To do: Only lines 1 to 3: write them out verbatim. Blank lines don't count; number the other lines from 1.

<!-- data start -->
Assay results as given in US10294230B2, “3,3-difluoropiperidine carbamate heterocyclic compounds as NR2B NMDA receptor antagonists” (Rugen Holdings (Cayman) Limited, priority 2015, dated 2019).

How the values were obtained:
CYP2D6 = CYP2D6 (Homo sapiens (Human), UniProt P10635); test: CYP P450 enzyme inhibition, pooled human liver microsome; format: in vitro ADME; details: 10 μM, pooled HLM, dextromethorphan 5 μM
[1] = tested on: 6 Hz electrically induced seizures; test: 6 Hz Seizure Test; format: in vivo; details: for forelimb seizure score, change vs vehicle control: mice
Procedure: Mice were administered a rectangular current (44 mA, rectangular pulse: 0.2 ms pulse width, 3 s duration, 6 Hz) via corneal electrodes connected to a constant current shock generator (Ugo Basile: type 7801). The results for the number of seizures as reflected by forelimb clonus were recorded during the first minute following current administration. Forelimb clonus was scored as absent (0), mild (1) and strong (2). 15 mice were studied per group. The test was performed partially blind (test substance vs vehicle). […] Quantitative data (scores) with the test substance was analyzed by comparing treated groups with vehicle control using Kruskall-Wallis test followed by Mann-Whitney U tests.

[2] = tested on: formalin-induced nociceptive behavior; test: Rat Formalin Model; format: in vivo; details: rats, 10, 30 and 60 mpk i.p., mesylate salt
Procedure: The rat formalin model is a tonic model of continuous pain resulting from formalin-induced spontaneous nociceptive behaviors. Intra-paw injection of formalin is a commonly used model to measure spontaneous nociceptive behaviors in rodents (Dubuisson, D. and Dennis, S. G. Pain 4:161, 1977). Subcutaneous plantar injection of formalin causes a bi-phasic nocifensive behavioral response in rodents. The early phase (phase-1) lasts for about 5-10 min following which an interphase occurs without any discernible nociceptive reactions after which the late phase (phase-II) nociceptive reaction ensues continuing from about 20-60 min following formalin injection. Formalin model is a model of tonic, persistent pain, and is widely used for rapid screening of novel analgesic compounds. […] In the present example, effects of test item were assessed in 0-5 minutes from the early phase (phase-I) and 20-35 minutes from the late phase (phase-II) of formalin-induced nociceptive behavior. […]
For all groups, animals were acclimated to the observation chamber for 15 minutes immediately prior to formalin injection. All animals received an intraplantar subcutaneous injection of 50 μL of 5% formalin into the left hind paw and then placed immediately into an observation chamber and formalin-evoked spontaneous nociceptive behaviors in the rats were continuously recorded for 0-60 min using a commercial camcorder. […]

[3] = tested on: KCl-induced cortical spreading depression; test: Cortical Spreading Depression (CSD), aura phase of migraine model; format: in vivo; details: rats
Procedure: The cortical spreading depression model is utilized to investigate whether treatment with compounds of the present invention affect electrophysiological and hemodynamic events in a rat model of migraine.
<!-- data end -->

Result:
Assay results as given in US10294230B2, “3,3-difluoropiperidine carbamate heterocyclic compounds as NR2B NMDA receptor antagonists” (Rugen Holdings (Cayman) Limited, priority 2015, dated 2019).

How the values were obtained:
CYP2D6 = CYP2D6 (Homo sapiens (Human), UniProt P10635); test: CYP P450 enzyme inhibition, pooled human liver microsome; format: in vitro ADME; details: 10 μM, pooled HLM, dextromethorphan 5 μM